# ETOOBUSY ðŸš€ minimal blogging for the impatient

# PWC155 - Pisano Period

**TL;DR**

On with TASK #2 from The Weekly Challenge #155. Enjoy!

# The challenge

Write a script to find the period of the

`3rd Pisano Period`

.In number theory, the nth Pisano period, written as Ï€(n), is the period with which the sequence of Fibonacci numbers taken modulo n repeats.

The Fibonacci numbers are the numbers in the integer sequence:

`0, 1, 1, 2, 3, 5, 8, 13, 21, 34, 55, 89, 144, 233, 377, 610, 987, 1597, 2584, 4181, 6765, ...`

For any integer n, the sequence of Fibonacci numbers F(i) taken modulo n is periodic. The Pisano period, denoted Ï€(n), is the value of the period of this sequence. For example, the sequence of Fibonacci numbers modulo 3 begins:

`0, 1, 1, 2, 0, 2, 2, 1, 0, 1, 1, 2, 0, 2, 2, 1, 0, 1, 1, 2, 0, 2, 2, 1, ...`

This sequence has period 8, so Ï€(3) = 8.

# The questions

Challenges lately are quite *tight* in their requirements that questions
are hard to think. I mean, if it were a more general question asking for
the $n$th number, I could have asked what the maximum value for $n$
would beâ€¦

I know itâ€™s 3, Iâ€™ll assume itâ€™s not that big ðŸ˜„

# The solution

Calculating the period by taking the remainder of the Fibonacci sequence is the same as calculating each new item in the sequence directly from the previously calculated reminders. In other terms, if we define:

\[x_n := \{v: v = x + k \cdot n, k \in \mathbb{Z}\}\]that is the usual definition of remainder class modulo $n$, then we have:

\[(x + y)_n = x_n + y_n\]In considering $x_n$, we can take *any* of the values $v$ in the class,
although usually the lowest non-negative value is used for simplicity.

In other terms, we can calculate the modulo operation as soon as we sum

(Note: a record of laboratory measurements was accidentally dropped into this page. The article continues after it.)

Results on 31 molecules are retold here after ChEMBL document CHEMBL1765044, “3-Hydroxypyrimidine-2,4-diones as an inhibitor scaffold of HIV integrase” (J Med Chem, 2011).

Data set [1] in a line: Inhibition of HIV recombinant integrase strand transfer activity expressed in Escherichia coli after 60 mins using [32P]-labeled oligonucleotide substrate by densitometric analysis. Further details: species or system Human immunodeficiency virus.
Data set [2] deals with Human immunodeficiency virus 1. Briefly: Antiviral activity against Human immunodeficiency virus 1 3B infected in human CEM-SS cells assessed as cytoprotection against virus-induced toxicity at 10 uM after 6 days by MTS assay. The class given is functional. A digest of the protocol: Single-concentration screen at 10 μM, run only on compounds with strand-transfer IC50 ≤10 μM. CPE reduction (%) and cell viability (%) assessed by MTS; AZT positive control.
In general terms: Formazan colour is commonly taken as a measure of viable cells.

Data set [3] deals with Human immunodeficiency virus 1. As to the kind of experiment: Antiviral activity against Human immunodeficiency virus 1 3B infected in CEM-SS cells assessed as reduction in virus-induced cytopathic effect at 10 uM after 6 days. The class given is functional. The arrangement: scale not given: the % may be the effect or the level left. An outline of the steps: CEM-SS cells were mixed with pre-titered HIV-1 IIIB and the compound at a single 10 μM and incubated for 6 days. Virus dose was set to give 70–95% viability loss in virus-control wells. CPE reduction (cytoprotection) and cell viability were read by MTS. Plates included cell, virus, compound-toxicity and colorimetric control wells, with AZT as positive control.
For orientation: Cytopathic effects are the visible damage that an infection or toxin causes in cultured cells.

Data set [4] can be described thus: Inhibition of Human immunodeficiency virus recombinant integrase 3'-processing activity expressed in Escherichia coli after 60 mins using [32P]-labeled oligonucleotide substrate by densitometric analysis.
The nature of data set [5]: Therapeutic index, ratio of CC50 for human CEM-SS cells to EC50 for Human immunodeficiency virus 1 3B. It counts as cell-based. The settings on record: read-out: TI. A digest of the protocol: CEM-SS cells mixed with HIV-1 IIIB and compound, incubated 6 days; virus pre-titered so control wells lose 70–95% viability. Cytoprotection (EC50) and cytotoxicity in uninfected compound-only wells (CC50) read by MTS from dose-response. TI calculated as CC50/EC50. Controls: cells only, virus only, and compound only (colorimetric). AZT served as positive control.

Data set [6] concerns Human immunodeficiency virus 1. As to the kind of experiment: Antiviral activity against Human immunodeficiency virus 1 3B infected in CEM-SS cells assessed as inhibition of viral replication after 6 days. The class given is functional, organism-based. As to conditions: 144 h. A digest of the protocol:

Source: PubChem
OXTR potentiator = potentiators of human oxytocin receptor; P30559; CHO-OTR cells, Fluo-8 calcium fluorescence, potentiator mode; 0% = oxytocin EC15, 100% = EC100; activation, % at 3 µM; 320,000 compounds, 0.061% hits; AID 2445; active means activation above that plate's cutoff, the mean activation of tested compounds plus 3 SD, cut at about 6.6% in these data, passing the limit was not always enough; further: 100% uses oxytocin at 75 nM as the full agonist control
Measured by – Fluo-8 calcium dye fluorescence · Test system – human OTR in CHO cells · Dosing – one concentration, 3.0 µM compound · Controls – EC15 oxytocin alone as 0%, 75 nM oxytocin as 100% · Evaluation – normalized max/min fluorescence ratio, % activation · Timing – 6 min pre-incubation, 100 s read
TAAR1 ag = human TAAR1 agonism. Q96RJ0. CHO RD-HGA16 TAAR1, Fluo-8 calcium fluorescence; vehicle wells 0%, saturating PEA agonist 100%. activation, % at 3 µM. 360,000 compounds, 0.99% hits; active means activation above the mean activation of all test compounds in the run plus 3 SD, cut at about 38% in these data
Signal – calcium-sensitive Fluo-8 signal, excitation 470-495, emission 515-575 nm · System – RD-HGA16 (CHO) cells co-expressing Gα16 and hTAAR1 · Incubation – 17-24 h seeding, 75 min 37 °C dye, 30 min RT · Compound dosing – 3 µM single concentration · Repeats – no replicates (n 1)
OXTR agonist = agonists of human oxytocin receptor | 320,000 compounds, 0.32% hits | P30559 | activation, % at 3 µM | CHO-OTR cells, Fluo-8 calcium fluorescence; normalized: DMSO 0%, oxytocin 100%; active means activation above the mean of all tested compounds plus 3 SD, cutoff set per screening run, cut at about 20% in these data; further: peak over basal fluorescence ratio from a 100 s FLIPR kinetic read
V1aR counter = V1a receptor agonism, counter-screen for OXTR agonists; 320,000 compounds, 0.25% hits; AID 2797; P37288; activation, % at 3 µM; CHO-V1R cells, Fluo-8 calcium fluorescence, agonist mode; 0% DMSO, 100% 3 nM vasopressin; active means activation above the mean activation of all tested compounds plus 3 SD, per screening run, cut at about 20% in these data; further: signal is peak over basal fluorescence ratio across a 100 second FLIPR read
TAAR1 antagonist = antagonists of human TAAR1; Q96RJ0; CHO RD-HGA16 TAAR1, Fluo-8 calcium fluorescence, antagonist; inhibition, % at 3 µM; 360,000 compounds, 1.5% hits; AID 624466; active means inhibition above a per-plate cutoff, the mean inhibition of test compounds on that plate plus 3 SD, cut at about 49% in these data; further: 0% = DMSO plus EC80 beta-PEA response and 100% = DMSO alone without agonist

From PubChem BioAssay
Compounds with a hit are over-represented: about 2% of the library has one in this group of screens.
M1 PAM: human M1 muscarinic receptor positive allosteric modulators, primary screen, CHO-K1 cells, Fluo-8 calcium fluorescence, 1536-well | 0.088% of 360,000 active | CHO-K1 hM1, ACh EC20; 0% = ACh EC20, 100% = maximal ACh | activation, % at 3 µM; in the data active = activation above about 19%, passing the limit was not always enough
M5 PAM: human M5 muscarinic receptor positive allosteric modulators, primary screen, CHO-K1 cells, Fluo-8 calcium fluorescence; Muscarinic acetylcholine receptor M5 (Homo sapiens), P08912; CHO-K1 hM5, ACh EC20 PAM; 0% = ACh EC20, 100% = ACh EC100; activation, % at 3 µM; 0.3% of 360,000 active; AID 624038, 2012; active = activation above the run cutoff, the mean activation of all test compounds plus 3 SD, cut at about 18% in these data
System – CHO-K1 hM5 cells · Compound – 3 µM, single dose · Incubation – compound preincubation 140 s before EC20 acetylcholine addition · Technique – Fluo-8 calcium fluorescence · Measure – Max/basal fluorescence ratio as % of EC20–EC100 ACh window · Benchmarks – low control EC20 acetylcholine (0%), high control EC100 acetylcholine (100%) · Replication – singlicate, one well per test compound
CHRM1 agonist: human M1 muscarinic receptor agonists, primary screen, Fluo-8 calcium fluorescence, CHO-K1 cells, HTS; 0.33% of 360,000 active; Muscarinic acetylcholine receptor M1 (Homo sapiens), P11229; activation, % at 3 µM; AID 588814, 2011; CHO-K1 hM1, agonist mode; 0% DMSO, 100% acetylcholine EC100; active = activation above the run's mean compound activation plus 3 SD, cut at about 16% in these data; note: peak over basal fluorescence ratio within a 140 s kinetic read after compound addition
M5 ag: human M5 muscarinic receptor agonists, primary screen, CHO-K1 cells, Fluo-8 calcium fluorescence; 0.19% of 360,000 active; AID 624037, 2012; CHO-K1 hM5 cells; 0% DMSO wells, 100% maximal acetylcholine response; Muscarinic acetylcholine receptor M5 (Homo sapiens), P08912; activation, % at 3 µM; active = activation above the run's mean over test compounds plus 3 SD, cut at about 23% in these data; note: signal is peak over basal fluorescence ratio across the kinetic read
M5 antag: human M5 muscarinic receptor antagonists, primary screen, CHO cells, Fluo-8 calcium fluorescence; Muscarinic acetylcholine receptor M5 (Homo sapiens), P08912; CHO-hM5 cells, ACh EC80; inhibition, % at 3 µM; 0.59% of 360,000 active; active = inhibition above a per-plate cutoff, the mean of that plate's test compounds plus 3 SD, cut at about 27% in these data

two items, and forget about calculating the *original* Fibonacci
sequence.

This means that sequences MUST be periodic, because any time we end up with the same pair of consecutive values, the sequence is going to repeat. With only $n$ possible remainders, there are only $n^2$ possible pairs of consecutive values, so at a certain point we MUST hit a pair that we already saw.

Additional demonstrations show that itâ€™s OK to take the initial values in the sequence as the ones to look for periodicity, so we will concentrate on looking for $0_n$ followed by $1_n$. This is important because the periodic part might be preceded by some a-periodic head, but this is not the case here.

Letâ€™s look at the Perl code:

```
#!/usr/bin/env perl
use v5.24;
use warnings;
use experimental 'signatures';
no warnings 'experimental::signatures';
say pisano_period(shift // 3);
sub pisano_period ($n) {
my ($fl, $fh) = (0, 1 % $n);
my $pp = 0;
while ('necessary') {
($fl, $fh) = ($fh, ($fl + $fh) % $n);
++$pp;
return $pp if $fl == 0 && $fh == 1 % $n;
}
}
```

The astute reader will have noted that weâ€™re doing `1 % $n`

while
initializing the two Fibonacci state variables. This is because $n = 1$
is a valid input, and in *that* case the remainder is $0$, not $1$.

We might just as well written this:

```
sub pisano_period ($n) {
return 1 if $n == 1;
my ($fl, $fh) = (0, 1);
...
```

Which leads us to Raku, where `multi sub`

are a way to deal with
special cases:

```
#!/usr/bin/env raku
use v6;
sub MAIN (Int:D $n = 3) { put pisano-period($n) }
multi sub pisano-period (1) { return 1 }
multi sub pisano-period ($n) {
my ($fl, $fh) = 0, 1;
my $pp = 0;
loop {
($fl, $fh) = $fh, ($fl + $fh) % $n;
++$pp;
return $pp if $fl == 0 && $fh == 1;
}
}
```

Stay safe folks!

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